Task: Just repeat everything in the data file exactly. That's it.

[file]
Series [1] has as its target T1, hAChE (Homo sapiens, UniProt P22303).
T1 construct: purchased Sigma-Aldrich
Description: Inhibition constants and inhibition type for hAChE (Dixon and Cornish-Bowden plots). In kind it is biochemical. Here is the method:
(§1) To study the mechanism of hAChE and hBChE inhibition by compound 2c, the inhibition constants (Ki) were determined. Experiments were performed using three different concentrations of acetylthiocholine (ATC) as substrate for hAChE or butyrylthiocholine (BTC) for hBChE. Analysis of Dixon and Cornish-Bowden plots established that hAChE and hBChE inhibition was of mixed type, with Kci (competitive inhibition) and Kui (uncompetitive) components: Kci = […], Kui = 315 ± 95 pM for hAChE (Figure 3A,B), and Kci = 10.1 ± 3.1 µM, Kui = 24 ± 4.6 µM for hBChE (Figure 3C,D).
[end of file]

Series [1] has as its target T1, hAChE (Homo sapiens, UniProt P22303).
T1 construct: purchased Sigma-Aldrich
Description: Inhibition constants and inhibition type for hAChE (Dixon and Cornish-Bowden plots). In kind it is biochemical. Here is the method:
(§1) To study the mechanism of hAChE and hBChE inhibition by compound 2c, the inhibition constants (Ki) were determined. Experiments were performed using three different concentrations of acetylthiocholine (ATC) as substrate for hAChE or butyrylthiocholine (BTC) for hBChE. Analysis of Dixon and Cornish-Bowden plots established that hAChE and hBChE inhibition was of mixed type, with Kci (competitive inhibition) and Kui (uncompetitive) components: Kci = […], Kui = 315 ± 95 pM for hAChE (Figure 3A,B), and Kci = 10.1 ± 3.1 µM, Kui = 24 ± 4.6 µM for hBChE (Figure 3C,D).